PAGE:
Obviously I partook of a few German beers that night. And maybe some sort of red liquor. And maybe even some rum. According to the party critique the next day, I had a grand old time. But what I do remember clearly is that even in the midst of an event where very little English was spoken, there was a tremendous sense of togetherness.
I was at one point introspective about how a man (me) who lives in the United States could find himself at a backyard party in Germany, mostly surrounded by complete strangers, yet not feeling like it was unusual at all. Then again, that might have been the drink. 🙂
I do remember the “Privl8dg3d” part. I was speaking with a man there about this very thing. Telling him that one must allow themselves to be in situations that eventually lead to others. He said those people were privileged. Not in the sense that they are somehow more special than others. Rather it was in the truest sense of the word. It is indeed a privilege to get to experience new things and new people, just because you open yourself to them.
Now as far as the bathroom reference, I know at the time that it seemed even more important, but honestly, I’ve got nothing now. Just a complete blank.
The Italian Soccer Team
One night, I think in was in mid-June, we had been on the go for what seemed like forever. So we decided to have a quick bite to eat and just call it an early evening. Just that, nothing more. So we walked around the corner to a nearby seafood place with an outdoor patio. Dinner was exactly what we expected. We ordered, we ate, we prepared to go home and chill.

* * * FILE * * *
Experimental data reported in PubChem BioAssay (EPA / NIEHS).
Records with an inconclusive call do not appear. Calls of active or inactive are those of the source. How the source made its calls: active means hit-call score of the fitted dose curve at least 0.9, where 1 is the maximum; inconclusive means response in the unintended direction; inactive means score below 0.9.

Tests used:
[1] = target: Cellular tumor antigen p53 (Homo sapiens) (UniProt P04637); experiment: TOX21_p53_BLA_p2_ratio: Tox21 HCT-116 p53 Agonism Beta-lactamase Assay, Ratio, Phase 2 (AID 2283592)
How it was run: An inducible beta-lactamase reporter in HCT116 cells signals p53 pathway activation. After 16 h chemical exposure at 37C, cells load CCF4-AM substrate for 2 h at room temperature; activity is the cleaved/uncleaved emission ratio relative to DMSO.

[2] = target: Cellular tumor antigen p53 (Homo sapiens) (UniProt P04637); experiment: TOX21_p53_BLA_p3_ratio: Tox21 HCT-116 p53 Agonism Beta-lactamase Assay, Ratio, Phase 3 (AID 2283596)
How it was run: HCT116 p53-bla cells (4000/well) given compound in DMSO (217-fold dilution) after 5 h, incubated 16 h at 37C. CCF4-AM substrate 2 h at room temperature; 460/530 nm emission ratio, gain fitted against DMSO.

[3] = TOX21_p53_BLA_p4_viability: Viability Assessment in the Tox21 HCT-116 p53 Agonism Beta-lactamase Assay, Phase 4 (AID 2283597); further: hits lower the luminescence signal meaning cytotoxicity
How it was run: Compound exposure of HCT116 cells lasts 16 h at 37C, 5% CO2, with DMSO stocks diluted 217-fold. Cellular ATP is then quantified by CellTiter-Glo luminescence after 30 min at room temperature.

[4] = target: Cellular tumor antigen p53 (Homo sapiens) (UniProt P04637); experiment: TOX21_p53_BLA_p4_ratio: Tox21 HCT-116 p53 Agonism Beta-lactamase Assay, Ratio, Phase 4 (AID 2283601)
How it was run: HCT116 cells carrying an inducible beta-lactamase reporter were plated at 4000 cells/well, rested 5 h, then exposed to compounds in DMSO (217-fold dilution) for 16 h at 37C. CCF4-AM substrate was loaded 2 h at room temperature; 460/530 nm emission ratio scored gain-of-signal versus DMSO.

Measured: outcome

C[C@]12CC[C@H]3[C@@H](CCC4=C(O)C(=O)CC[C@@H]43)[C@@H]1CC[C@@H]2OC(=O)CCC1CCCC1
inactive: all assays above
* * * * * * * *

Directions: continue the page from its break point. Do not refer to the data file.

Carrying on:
Then the Italian football team walked in.
OK, I need to go back a few minutes first. We were sitting on the outside edge of the patio, in the corner nearest the restaurant. Next to us was a single table, with a girl dining by herself. And then several empty seats and tables beside her, out towards the street.
She finished just before us and was in the process of leaving. Actually got up and was fiddling with her things when she decides she wants one more drink. Only problem is the restaurant staff had already cleaned her table and pushed it together with the other empty ones for the Italian football team that had just walked in. Nowhere for her to go.
Well, I’ve never seen so much chivalry and instant problem solving in my life. The team was comprised of twenty-something males, plus their coaches who were older. Well, the girl’s space was re-carved out, one of the older guys went and bought her flowers, and it was then somehow decided that all of the tables in that row, including ours!, was going to be a communal thing that evening.
So much for a quiet night, right?
The team members spoke Italian, German, and English. The girl spoke Russian and German. Nikki had her Spanish and she and I our English. Three dozen people piled together, with flowers, and all those languages just worked. Somehow we spent hours with them, and never once did conversation lag. We laughed until we cried. We discussed things like I had never discussed before. At some point, the restaurant came out and started giving us free shots of liquor.